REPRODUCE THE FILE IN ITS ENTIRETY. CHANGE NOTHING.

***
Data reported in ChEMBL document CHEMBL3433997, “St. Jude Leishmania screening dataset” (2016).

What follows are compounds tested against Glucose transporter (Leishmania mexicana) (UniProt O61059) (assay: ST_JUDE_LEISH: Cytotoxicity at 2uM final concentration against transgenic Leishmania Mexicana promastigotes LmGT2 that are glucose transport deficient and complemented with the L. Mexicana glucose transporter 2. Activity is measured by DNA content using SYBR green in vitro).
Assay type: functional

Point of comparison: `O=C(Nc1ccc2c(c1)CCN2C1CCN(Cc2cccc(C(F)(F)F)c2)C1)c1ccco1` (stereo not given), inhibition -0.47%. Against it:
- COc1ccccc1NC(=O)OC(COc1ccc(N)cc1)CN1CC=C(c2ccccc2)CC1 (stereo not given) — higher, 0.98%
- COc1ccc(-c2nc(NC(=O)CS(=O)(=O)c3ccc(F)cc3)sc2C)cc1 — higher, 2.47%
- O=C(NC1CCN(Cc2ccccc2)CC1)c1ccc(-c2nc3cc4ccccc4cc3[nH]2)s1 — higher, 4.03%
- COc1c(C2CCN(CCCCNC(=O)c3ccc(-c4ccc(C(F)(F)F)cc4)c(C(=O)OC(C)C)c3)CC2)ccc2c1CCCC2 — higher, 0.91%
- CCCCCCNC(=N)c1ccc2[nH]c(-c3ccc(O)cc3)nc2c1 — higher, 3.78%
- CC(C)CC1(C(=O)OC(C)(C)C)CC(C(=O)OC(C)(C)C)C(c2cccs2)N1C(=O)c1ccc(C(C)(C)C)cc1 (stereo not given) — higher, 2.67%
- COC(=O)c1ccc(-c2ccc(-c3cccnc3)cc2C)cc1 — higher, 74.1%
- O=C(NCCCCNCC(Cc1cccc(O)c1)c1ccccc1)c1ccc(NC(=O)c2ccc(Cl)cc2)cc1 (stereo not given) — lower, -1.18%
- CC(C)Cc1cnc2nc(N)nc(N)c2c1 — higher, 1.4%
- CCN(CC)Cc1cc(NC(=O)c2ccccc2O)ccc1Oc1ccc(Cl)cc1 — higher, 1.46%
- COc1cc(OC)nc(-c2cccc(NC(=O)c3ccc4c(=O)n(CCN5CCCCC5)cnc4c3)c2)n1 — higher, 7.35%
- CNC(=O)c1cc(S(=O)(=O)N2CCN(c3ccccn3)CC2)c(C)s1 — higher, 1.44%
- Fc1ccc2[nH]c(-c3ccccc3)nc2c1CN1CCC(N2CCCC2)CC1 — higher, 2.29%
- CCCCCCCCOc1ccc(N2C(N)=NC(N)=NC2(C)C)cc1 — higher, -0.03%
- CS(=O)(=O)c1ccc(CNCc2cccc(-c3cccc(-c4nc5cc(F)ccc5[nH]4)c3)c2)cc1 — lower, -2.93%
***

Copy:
Data reported in ChEMBL document CHEMBL3433997, “St. Jude Leishmania screening dataset” (2016).

What follows are compounds tested against Glucose transporter (Leishmania mexicana) (UniProt O61059) (assay: ST_JUDE_LEISH: Cytotoxicity at 2uM final concentration against transgenic Leishmania Mexicana promastigotes LmGT2 that are glucose transport deficient and complemented with the L. Mexicana glucose transporter 2. Activity is measured by DNA content using SYBR green in vitro).
Assay type: functional

Point of comparison: `O=C(Nc1ccc2c(c1)CCN2C1CCN(Cc2cccc(C(F)(F)F)c2)C1)c1ccco1` (stereo not given), inhibition -0.47%. Against it:
- COc1ccccc1NC(=O)OC(COc1ccc(N)cc1)CN1CC=C(c2ccccc2)CC1 (stereo not given) — higher, 0.98%
- COc1ccc(-c2nc(NC(=O)CS(=O)(=O)c3ccc(F)cc3)sc2C)cc1 — higher, 2.47%
- O=C(NC1CCN(Cc2ccccc2)CC1)c1ccc(-c2nc3cc4ccccc4cc3[nH]2)s1 — higher, 4.03%
- COc1c(C2CCN(CCCCNC(=O)c3ccc(-c4ccc(C(F)(F)F)cc4)c(C(=O)OC(C)C)c3)CC2)ccc2c1CCCC2 — higher, 0.91%
- CCCCCCNC(=N)c1ccc2[nH]c(-c3ccc(O)cc3)nc2c1 — higher, 3.78%
- CC(C)CC1(C(=O)OC(C)(C)C)CC(C(=O)OC(C)(C)C)C(c2cccs2)N1C(=O)c1ccc(C(C)(C)C)cc1 (stereo not given) — higher, 2.67%
- COC(=O)c1ccc(-c2ccc(-c3cccnc3)cc2C)cc1 — higher, 74.1%
- O=C(NCCCCNCC(Cc1cccc(O)c1)c1ccccc1)c1ccc(NC(=O)c2ccc(Cl)cc2)cc1 (stereo not given) — lower, -1.18%
- CC(C)Cc1cnc2nc(N)nc(N)c2c1 — higher, 1.4%
- CCN(CC)Cc1cc(NC(=O)c2ccccc2O)ccc1Oc1ccc(Cl)cc1 — higher, 1.46%
- COc1cc(OC)nc(-c2cccc(NC(=O)c3ccc4c(=O)n(CCN5CCCCC5)cnc4c3)c2)n1 — higher, 7.35%
- CNC(=O)c1cc(S(=O)(=O)N2CCN(c3ccccn3)CC2)c(C)s1 — higher, 1.44%
- Fc1ccc2[nH]c(-c3ccccc3)nc2c1CN1CCC(N2CCCC2)CC1 — higher, 2.29%
- CCCCCCCCOc1ccc(N2C(N)=NC(N)=NC2(C)C)cc1 — higher, -0.03%
- CS(=O)(=O)c1ccc(CNCc2cccc(-c3cccc(-c4nc5cc(F)ccc5[nH]4)c3)c2)cc1 — lower, -2.93%